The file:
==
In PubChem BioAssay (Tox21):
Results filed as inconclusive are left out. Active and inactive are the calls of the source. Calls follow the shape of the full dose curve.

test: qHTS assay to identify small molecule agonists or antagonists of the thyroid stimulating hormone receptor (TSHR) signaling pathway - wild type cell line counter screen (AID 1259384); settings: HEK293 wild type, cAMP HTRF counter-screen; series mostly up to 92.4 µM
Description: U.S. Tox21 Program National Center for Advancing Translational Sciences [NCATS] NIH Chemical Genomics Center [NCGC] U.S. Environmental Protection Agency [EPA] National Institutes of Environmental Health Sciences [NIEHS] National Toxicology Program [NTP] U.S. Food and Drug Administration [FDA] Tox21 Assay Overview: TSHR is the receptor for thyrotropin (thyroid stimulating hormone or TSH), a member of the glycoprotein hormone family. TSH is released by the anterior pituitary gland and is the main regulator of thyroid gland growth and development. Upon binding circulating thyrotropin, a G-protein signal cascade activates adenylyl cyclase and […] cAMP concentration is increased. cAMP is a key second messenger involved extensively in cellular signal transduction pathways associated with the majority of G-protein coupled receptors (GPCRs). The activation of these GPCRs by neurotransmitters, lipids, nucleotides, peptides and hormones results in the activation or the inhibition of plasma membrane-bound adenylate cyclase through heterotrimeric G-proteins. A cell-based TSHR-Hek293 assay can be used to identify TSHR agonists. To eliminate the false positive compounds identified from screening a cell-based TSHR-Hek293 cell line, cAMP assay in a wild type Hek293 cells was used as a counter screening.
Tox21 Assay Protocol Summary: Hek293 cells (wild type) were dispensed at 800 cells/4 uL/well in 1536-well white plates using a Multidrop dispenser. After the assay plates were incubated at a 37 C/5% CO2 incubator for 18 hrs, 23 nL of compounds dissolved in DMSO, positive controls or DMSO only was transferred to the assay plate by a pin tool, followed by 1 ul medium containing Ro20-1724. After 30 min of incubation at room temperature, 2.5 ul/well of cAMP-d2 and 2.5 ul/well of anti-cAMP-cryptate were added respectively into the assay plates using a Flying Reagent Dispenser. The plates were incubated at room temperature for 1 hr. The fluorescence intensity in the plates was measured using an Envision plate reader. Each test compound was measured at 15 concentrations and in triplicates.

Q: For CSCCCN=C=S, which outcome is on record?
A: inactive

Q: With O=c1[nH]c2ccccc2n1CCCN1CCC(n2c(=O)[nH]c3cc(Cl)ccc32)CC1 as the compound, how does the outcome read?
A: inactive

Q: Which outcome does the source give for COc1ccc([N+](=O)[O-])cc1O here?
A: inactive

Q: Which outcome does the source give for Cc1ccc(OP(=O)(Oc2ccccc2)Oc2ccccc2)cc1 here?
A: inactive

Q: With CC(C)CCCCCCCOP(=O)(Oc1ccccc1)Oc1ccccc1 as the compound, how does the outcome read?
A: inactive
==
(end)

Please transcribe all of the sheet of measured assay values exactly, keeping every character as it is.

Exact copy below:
In PubChem BioAssay (Tox21):
Results filed as inconclusive are left out. Active and inactive are the calls of the source. Calls follow the shape of the full dose curve.

test: qHTS assay to identify small molecule agonists or antagonists of the thyroid stimulating hormone receptor (TSHR) signaling pathway - wild type cell line counter screen (AID 1259384); settings: HEK293 wild type, cAMP HTRF counter-screen; series mostly up to 92.4 µM
Description: U.S. Tox21 Program National Center for Advancing Translational Sciences [NCATS] NIH Chemical Genomics Center [NCGC] U.S. Environmental Protection Agency [EPA] National Institutes of Environmental Health Sciences [NIEHS] National Toxicology Program [NTP] U.S. Food and Drug Administration [FDA] Tox21 Assay Overview: TSHR is the receptor for thyrotropin (thyroid stimulating hormone or TSH), a member of the glycoprotein hormone family. TSH is released by the anterior pituitary gland and is the main regulator of thyroid gland growth and development. Upon binding circulating thyrotropin, a G-protein signal cascade activates adenylyl cyclase and […] cAMP concentration is increased. cAMP is a key second messenger involved extensively in cellular signal transduction pathways associated with the majority of G-protein coupled receptors (GPCRs). The activation of these GPCRs by neurotransmitters, lipids, nucleotides, peptides and hormones results in the activation or the inhibition of plasma membrane-bound adenylate cyclase through heterotrimeric G-proteins. A cell-based TSHR-Hek293 assay can be used to identify TSHR agonists. To eliminate the false positive compounds identified from screening a cell-based TSHR-Hek293 cell line, cAMP assay in a wild type Hek293 cells was used as a counter screening.
Tox21 Assay Protocol Summary: Hek293 cells (wild type) were dispensed at 800 cells/4 uL/well in 1536-well white plates using a Multidrop dispenser. After the assay plates were incubated at a 37 C/5% CO2 incubator for 18 hrs, 23 nL of compounds dissolved in DMSO, positive controls or DMSO only was transferred to the assay plate by a pin tool, followed by 1 ul medium containing Ro20-1724. After 30 min of incubation at room temperature, 2.5 ul/well of cAMP-d2 and 2.5 ul/well of anti-cAMP-cryptate were added respectively into the assay plates using a Flying Reagent Dispenser. The plates were incubated at room temperature for 1 hr. The fluorescence intensity in the plates was measured using an Envision plate reader. Each test compound was measured at 15 concentrations and in triplicates.

Q: For CSCCCN=C=S, which outcome is on record?
A: inactive

Q: With O=c1[nH]c2ccccc2n1CCCN1CCC(n2c(=O)[nH]c3cc(Cl)ccc32)CC1 as the compound, how does the outcome read?
A: inactive

Q: Which outcome does the source give for COc1ccc([N+](=O)[O-])cc1O here?
A: inactive

Q: Which outcome does the source give for Cc1ccc(OP(=O)(Oc2ccccc2)Oc2ccccc2)cc1 here?
A: inactive

Q: With CC(C)CCCCCCCOP(=O)(Oc1ccccc1)Oc1ccccc1 as the compound, how does the outcome read?
A: inactive